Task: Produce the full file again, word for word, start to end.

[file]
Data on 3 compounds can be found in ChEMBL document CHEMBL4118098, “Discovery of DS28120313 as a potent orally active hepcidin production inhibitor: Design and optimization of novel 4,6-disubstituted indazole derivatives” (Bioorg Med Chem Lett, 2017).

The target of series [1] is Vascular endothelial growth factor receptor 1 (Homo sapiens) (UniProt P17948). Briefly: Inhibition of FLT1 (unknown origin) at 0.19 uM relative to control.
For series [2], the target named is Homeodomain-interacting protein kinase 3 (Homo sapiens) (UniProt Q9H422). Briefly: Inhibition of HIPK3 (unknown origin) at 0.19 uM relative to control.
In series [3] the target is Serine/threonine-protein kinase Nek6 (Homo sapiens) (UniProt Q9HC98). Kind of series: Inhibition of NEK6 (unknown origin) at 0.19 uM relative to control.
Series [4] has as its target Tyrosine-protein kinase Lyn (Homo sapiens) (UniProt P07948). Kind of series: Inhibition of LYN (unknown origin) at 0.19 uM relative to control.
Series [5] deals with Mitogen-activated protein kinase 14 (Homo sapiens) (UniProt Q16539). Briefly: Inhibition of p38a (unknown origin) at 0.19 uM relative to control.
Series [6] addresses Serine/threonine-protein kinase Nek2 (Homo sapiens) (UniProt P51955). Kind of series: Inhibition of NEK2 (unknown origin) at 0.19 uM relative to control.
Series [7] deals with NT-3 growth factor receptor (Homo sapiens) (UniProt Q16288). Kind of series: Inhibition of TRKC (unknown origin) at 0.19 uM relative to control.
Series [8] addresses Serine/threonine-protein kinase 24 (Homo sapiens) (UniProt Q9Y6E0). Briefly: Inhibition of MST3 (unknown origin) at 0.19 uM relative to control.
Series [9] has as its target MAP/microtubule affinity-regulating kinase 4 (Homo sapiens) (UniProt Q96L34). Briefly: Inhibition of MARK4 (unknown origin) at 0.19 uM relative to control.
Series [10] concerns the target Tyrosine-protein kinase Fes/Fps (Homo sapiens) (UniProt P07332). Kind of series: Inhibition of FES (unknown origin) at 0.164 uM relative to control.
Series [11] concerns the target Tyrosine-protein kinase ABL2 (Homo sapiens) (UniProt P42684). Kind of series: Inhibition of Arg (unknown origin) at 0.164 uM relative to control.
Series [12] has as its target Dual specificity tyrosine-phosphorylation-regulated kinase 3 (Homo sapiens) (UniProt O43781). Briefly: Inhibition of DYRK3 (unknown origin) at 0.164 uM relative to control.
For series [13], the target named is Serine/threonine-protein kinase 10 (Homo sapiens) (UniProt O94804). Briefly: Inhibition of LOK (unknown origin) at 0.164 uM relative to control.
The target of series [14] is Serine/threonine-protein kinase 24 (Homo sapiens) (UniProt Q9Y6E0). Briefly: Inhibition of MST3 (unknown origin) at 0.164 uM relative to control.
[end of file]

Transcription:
Data on 3 compounds can be found in ChEMBL document CHEMBL4118098, “Discovery of DS28120313 as a potent orally active hepcidin production inhibitor: Design and optimization of novel 4,6-disubstituted indazole derivatives” (Bioorg Med Chem Lett, 2017).

The target of series [1] is Vascular endothelial growth factor receptor 1 (Homo sapiens) (UniProt P17948). Briefly: Inhibition of FLT1 (unknown origin) at 0.19 uM relative to control.
For series [2], the target named is Homeodomain-interacting protein kinase 3 (Homo sapiens) (UniProt Q9H422). Briefly: Inhibition of HIPK3 (unknown origin) at 0.19 uM relative to control.
In series [3] the target is Serine/threonine-protein kinase Nek6 (Homo sapiens) (UniProt Q9HC98). Kind of series: Inhibition of NEK6 (unknown origin) at 0.19 uM relative to control.
Series [4] has as its target Tyrosine-protein kinase Lyn (Homo sapiens) (UniProt P07948). Kind of series: Inhibition of LYN (unknown origin) at 0.19 uM relative to control.
Series [5] deals with Mitogen-activated protein kinase 14 (Homo sapiens) (UniProt Q16539). Briefly: Inhibition of p38a (unknown origin) at 0.19 uM relative to control.
Series [6] addresses Serine/threonine-protein kinase Nek2 (Homo sapiens) (UniProt P51955). Kind of series: Inhibition of NEK2 (unknown origin) at 0.19 uM relative to control.
Series [7] deals with NT-3 growth factor receptor (Homo sapiens) (UniProt Q16288). Kind of series: Inhibition of TRKC (unknown origin) at 0.19 uM relative to control.
Series [8] addresses Serine/threonine-protein kinase 24 (Homo sapiens) (UniProt Q9Y6E0). Briefly: Inhibition of MST3 (unknown origin) at 0.19 uM relative to control.
Series [9] has as its target MAP/microtubule affinity-regulating kinase 4 (Homo sapiens) (UniProt Q96L34). Briefly: Inhibition of MARK4 (unknown origin) at 0.19 uM relative to control.
Series [10] concerns the target Tyrosine-protein kinase Fes/Fps (Homo sapiens) (UniProt P07332). Kind of series: Inhibition of FES (unknown origin) at 0.164 uM relative to control.
Series [11] concerns the target Tyrosine-protein kinase ABL2 (Homo sapiens) (UniProt P42684). Kind of series: Inhibition of Arg (unknown origin) at 0.164 uM relative to control.
Series [12] has as its target Dual specificity tyrosine-phosphorylation-regulated kinase 3 (Homo sapiens) (UniProt O43781). Briefly: Inhibition of DYRK3 (unknown origin) at 0.164 uM relative to control.
For series [13], the target named is Serine/threonine-protein kinase 10 (Homo sapiens) (UniProt O94804). Briefly: Inhibition of LOK (unknown origin) at 0.164 uM relative to control.
The target of series [14] is Serine/threonine-protein kinase 24 (Homo sapiens) (UniProt Q9Y6E0). Briefly: Inhibition of MST3 (unknown origin) at 0.164 uM relative to control.